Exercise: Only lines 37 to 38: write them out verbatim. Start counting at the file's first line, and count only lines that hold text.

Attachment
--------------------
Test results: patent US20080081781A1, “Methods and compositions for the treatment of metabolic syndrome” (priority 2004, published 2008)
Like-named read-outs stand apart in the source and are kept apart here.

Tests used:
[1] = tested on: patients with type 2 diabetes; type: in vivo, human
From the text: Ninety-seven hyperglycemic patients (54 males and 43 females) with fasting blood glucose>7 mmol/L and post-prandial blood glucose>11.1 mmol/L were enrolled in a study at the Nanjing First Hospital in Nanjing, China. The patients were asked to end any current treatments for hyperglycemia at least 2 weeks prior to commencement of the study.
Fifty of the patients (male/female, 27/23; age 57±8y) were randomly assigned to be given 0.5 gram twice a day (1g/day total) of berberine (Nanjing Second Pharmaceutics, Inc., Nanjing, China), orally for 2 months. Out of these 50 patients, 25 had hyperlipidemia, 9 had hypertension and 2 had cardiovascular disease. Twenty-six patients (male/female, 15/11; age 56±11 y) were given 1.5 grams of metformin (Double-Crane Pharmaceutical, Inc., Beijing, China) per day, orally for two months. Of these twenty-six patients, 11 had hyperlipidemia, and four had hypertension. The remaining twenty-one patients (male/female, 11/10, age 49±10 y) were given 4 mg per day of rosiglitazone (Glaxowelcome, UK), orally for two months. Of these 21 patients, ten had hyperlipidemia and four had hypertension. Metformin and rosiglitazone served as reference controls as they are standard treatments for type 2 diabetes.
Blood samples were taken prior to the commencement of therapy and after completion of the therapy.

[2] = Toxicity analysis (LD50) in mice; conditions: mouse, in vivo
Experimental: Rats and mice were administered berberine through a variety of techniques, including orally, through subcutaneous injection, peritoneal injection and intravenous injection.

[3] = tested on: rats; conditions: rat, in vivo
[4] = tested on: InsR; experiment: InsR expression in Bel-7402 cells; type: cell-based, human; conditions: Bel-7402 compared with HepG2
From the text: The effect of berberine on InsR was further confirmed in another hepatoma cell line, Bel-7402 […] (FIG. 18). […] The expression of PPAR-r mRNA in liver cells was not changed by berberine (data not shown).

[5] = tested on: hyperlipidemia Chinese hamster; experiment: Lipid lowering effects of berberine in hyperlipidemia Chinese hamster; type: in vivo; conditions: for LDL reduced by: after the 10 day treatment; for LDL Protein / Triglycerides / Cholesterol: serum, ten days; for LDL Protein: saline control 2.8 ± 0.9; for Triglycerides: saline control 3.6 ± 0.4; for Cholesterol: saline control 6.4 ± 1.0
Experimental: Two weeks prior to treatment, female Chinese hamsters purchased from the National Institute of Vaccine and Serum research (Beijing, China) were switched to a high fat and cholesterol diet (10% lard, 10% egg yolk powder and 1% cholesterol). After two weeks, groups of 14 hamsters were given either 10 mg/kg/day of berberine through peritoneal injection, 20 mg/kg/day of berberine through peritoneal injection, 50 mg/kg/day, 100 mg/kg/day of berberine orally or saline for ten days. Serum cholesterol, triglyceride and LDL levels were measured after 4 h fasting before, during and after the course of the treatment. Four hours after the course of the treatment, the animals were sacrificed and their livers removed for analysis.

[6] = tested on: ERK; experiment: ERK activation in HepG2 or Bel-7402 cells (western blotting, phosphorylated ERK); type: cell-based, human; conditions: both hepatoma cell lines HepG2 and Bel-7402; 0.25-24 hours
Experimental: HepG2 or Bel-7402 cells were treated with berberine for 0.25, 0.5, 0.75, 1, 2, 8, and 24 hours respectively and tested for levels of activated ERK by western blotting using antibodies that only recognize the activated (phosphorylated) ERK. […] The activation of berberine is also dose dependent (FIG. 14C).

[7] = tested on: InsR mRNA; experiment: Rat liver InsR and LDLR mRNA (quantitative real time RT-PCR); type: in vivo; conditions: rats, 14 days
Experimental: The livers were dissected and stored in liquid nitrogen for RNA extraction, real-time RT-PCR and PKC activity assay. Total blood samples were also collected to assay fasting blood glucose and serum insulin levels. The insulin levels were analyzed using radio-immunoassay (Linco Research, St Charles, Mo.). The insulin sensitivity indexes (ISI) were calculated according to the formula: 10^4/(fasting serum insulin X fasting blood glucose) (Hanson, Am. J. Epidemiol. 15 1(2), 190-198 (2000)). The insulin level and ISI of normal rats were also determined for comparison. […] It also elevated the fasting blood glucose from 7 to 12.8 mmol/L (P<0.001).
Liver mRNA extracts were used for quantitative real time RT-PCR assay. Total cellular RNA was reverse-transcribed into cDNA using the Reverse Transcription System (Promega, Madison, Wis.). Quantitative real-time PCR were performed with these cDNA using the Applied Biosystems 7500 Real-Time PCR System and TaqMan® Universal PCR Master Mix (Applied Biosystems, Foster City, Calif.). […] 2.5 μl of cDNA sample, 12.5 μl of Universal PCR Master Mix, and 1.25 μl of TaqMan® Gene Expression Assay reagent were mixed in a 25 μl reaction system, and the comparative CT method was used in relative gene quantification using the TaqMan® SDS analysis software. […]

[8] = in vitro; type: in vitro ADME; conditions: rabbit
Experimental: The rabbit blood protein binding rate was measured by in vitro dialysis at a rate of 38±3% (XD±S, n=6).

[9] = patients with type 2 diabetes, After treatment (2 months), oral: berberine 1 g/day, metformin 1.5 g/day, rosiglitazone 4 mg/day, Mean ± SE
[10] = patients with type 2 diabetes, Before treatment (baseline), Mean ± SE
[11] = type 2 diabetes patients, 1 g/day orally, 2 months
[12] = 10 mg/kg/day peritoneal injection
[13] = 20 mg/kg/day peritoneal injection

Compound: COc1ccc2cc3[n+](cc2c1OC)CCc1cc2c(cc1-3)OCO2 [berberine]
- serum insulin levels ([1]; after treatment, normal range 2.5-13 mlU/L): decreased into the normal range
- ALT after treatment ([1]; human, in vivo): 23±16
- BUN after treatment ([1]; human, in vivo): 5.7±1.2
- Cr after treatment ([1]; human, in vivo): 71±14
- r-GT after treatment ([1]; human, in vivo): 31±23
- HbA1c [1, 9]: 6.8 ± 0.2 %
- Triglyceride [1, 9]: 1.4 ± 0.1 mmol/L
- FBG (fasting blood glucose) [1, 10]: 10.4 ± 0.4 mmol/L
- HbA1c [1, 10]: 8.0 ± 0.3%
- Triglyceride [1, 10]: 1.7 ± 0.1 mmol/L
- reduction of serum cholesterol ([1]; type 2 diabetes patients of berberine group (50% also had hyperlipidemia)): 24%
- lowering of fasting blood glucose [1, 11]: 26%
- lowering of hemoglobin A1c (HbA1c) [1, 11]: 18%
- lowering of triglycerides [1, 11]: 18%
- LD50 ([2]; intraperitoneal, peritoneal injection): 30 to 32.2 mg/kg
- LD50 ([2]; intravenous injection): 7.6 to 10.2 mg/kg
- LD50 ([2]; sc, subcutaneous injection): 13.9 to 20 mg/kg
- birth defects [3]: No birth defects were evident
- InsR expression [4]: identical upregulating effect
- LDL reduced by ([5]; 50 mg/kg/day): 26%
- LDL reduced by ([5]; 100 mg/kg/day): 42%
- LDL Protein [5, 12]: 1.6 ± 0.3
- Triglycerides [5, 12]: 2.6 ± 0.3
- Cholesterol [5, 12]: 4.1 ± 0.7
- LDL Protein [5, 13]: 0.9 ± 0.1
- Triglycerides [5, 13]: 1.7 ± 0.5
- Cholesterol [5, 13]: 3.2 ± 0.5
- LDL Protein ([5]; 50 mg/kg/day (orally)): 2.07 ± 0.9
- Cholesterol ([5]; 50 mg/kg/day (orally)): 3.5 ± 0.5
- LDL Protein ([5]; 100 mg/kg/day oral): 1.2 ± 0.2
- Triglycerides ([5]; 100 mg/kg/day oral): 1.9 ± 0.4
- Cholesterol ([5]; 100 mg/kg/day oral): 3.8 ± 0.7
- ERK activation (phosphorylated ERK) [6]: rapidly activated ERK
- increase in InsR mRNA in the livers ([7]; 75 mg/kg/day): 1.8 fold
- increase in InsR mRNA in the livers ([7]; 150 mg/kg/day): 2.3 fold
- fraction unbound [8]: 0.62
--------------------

- Triglyceride [1, 10]: 1.7 ± 0.1 mmol/L
- reduction of serum cholesterol ([1]; type 2 diabetes patients of berberine group (50% also had hyperlipidemia)): 24%